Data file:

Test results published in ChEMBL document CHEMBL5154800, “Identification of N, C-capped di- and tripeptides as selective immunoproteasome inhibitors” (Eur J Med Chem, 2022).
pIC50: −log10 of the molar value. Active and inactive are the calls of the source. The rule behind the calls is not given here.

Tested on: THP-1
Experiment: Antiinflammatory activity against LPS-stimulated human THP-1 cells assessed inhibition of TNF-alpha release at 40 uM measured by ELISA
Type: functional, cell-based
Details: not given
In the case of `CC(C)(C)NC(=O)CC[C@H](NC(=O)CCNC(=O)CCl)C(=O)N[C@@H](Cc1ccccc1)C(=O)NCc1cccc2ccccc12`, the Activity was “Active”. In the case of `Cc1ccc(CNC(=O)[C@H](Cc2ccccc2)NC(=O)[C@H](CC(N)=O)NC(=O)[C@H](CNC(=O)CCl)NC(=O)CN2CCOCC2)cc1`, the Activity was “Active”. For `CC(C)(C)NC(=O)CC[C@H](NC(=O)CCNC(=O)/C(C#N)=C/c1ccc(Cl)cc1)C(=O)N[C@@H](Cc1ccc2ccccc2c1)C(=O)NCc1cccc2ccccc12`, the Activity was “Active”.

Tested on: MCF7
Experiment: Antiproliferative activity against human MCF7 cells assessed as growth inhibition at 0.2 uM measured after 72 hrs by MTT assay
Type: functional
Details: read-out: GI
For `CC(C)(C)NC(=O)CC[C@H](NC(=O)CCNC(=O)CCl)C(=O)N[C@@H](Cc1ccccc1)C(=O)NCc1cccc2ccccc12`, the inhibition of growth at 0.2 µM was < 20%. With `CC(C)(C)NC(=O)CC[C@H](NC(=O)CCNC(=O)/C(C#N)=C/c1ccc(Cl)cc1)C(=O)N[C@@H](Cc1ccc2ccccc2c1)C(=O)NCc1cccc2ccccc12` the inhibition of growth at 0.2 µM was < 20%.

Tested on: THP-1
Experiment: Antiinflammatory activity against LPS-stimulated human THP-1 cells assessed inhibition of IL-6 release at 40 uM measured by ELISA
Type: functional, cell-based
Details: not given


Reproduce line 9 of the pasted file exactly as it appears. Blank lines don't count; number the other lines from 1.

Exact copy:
Experiment: Antiproliferative activity against human MCF7 cells assessed as growth inhibition at 0.2 uM measured after 72 hrs by MTT assay